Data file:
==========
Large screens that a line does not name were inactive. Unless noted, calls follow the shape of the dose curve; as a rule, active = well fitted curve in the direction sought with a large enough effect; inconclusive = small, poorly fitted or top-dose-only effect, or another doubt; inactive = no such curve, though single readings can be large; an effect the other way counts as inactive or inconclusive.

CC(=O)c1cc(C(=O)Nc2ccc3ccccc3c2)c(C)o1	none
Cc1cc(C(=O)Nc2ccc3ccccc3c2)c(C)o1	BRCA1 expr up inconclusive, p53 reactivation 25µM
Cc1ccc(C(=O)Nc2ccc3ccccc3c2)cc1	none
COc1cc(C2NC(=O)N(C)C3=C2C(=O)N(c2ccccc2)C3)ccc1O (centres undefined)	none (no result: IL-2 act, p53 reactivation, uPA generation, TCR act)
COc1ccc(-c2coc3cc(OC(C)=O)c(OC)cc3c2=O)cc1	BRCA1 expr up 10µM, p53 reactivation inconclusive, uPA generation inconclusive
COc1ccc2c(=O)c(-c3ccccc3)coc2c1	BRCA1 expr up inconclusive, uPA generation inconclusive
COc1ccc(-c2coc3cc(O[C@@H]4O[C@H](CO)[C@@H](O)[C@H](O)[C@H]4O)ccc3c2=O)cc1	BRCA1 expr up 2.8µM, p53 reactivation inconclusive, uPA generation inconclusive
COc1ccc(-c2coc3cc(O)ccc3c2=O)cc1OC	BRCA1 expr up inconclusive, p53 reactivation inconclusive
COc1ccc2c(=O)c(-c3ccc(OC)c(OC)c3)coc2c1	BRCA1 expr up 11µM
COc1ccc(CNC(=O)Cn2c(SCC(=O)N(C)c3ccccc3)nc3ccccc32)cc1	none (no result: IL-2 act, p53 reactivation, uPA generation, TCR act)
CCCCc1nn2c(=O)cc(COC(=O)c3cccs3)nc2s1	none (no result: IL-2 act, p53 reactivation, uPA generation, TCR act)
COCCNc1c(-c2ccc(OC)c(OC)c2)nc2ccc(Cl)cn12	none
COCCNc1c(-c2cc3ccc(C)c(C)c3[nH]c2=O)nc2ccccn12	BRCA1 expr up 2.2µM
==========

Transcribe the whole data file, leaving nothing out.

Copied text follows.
Large screens that a line does not name were inactive. Unless noted, calls follow the shape of the dose curve; as a rule, active = well fitted curve in the direction sought with a large enough effect; inconclusive = small, poorly fitted or top-dose-only effect, or another doubt; inactive = no such curve, though single readings can be large; an effect the other way counts as inactive or inconclusive.

CC(=O)c1cc(C(=O)Nc2ccc3ccccc3c2)c(C)o1	none
Cc1cc(C(=O)Nc2ccc3ccccc3c2)c(C)o1	BRCA1 expr up inconclusive, p53 reactivation 25µM
Cc1ccc(C(=O)Nc2ccc3ccccc3c2)cc1	none
COc1cc(C2NC(=O)N(C)C3=C2C(=O)N(c2ccccc2)C3)ccc1O (centres undefined)	none (no result: IL-2 act, p53 reactivation, uPA generation, TCR act)
COc1ccc(-c2coc3cc(OC(C)=O)c(OC)cc3c2=O)cc1	BRCA1 expr up 10µM, p53 reactivation inconclusive, uPA generation inconclusive
COc1ccc2c(=O)c(-c3ccccc3)coc2c1	BRCA1 expr up inconclusive, uPA generation inconclusive
COc1ccc(-c2coc3cc(O[C@@H]4O[C@H](CO)[C@@H](O)[C@H](O)[C@H]4O)ccc3c2=O)cc1	BRCA1 expr up 2.8µM, p53 reactivation inconclusive, uPA generation inconclusive
COc1ccc(-c2coc3cc(O)ccc3c2=O)cc1OC	BRCA1 expr up inconclusive, p53 reactivation inconclusive
COc1ccc2c(=O)c(-c3ccc(OC)c(OC)c3)coc2c1	BRCA1 expr up 11µM
COc1ccc(CNC(=O)Cn2c(SCC(=O)N(C)c3ccccc3)nc3ccccc32)cc1	none (no result: IL-2 act, p53 reactivation, uPA generation, TCR act)
CCCCc1nn2c(=O)cc(COC(=O)c3cccs3)nc2s1	none (no result: IL-2 act, p53 reactivation, uPA generation, TCR act)
COCCNc1c(-c2ccc(OC)c(OC)c2)nc2ccc(Cl)cn12	none
COCCNc1c(-c2cc3ccc(C)c(C)c3[nH]c2=O)nc2ccccn12	BRCA1 expr up 2.2µM